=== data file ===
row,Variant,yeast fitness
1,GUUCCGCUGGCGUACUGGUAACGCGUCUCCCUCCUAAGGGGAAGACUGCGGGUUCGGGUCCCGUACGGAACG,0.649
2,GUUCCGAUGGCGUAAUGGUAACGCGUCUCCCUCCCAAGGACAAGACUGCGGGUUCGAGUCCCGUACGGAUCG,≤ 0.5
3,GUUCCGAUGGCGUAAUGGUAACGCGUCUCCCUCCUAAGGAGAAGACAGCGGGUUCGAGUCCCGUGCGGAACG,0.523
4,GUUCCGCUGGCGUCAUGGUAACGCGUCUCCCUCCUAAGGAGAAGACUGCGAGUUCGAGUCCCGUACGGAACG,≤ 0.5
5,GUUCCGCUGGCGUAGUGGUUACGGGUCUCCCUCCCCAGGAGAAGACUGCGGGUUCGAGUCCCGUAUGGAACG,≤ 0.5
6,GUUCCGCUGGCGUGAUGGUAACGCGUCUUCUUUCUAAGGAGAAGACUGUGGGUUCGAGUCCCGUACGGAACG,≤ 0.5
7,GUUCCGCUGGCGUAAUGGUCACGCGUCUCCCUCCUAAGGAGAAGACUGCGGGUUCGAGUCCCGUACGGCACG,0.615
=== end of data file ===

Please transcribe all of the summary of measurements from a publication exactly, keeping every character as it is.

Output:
row,Variant,yeast fitness
1,GUUCCGCUGGCGUACUGGUAACGCGUCUCCCUCCUAAGGGGAAGACUGCGGGUUCGGGUCCCGUACGGAACG,0.649
2,GUUCCGAUGGCGUAAUGGUAACGCGUCUCCCUCCCAAGGACAAGACUGCGGGUUCGAGUCCCGUACGGAUCG,≤ 0.5
3,GUUCCGAUGGCGUAAUGGUAACGCGUCUCCCUCCUAAGGAGAAGACAGCGGGUUCGAGUCCCGUGCGGAACG,0.523
4,GUUCCGCUGGCGUCAUGGUAACGCGUCUCCCUCCUAAGGAGAAGACUGCGAGUUCGAGUCCCGUACGGAACG,≤ 0.5
5,GUUCCGCUGGCGUAGUGGUUACGGGUCUCCCUCCCCAGGAGAAGACUGCGGGUUCGAGUCCCGUAUGGAACG,≤ 0.5
6,GUUCCGCUGGCGUGAUGGUAACGCGUCUUCUUUCUAAGGAGAAGACUGUGGGUUCGAGUCCCGUACGGAACG,≤ 0.5
7,GUUCCGCUGGCGUAAUGGUCACGCGUCUCCCUCCUAAGGAGAAGACUGCGGGUUCGAGUCCCGUACGGCACG,0.615